I took two horses to a small A-rated dressage show this past weekend. Both horses have a long history of showing at higher levels than I had entered, and both were angels for Friday night schooling. Non-horse people would assume that the show would run smoothly and my horses would continue their angelic streak – right? Of course not.
Fredriksson, known around the barn as Dickie, was the problem child. He’s a 16 year-old Hanoverian with success showing through 4th level. I showed him at 2nd level, but naturally, he was acting foolish. As we stretched forwards and downwards and walked from S to P, Dickie started neighing to whoever he thought was listening – alright, not that big of a deal. As I gathered my reins and prepared to pick up my right lead canter at F, Dickie balked and spun. Without too much distress, I was able to push him forward and get my canter right at F – a real miracle, honestly. He was even worse as we prepared to cross the short diagonal to show our counter-canter. This time, he balked, spun, and crow-hopped. I landed on his neck, and thought ‘Dickie, I only brought one pair of white breeches, and I’m not washing them tonight. You’re not getting me out of this saddle.’ It seems like he lived up to his name.
When he started having his meltdown, the moment passed by in a blink of an eye. How did I get out of his spin? How did I stay on? Was my position decent? I don’t even know, I don’t even remember doing anything to fix it. This was a miracle of muscle memory and automatic riding, and I’m sure many other equestrians have been saved from scary spooks and upsets by this phenomenon.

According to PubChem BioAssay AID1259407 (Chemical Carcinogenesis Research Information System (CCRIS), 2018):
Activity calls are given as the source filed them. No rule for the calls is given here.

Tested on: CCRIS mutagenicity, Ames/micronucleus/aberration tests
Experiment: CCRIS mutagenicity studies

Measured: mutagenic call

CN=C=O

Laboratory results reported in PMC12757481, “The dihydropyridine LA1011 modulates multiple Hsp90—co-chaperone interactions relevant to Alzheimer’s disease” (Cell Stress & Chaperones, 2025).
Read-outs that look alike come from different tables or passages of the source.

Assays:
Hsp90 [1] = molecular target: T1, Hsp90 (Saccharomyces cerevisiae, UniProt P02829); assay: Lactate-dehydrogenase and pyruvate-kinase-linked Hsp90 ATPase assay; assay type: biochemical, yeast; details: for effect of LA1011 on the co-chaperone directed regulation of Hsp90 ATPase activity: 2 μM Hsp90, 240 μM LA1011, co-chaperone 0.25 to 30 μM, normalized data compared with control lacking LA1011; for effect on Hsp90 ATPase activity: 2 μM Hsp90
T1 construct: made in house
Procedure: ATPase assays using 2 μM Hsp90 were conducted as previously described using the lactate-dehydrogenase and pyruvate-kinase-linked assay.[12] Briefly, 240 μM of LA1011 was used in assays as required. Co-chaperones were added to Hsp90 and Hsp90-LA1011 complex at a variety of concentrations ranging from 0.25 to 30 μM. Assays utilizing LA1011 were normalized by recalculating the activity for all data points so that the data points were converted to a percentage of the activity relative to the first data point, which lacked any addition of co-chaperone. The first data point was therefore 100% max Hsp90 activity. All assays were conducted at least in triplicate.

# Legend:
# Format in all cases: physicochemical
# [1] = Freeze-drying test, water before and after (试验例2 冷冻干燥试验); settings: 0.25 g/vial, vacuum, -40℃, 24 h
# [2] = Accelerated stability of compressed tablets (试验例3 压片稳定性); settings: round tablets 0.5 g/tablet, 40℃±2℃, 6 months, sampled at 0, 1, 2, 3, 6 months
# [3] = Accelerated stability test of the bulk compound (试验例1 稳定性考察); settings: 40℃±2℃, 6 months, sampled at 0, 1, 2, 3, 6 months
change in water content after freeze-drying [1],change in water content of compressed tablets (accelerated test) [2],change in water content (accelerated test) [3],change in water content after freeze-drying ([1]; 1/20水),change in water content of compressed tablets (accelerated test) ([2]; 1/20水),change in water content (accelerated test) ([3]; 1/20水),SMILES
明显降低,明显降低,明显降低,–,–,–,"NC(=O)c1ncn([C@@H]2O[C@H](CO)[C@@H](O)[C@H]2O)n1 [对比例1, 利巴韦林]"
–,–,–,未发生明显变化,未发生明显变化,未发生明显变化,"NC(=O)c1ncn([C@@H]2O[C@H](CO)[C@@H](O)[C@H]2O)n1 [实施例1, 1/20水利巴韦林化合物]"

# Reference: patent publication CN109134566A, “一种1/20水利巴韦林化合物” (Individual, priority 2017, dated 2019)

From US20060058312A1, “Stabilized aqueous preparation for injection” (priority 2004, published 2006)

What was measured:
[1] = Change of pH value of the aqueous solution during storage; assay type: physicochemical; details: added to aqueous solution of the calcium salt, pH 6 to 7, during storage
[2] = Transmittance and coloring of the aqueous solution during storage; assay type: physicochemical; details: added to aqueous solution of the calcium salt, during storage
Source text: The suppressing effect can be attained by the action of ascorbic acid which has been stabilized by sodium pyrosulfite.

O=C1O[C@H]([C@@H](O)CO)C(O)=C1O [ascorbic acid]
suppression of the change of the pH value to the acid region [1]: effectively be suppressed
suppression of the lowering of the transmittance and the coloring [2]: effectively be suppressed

I think we reach a real mile marker in our riding when it becomes nature. When you can get yourself out of a hairy situation without even thinking about it, you’ve learned to ride. It becomes less of a matter of ‘I have to stay on’ and more of a matter of ‘I have to finish this test or course.’ It’s like a sub conscience decision in a split second to buck up and handle it – and it’s awesome that it happens so quick, because I think fear or frustration would take over if we thought about the game plan for too long.
I really admire riders who ride one leaping lizard after another – especially if they aren’t a professional and they aren’t really doing for the money. It’s very frustrating to pay to show your horse and end up with an awful score, or worse, disqualified. I really do have a great deal of respect for riders who handle their horse’s foolish episodes calmly and kindly. I also wish we could ask our horses, ‘What on Earth were you thinking?’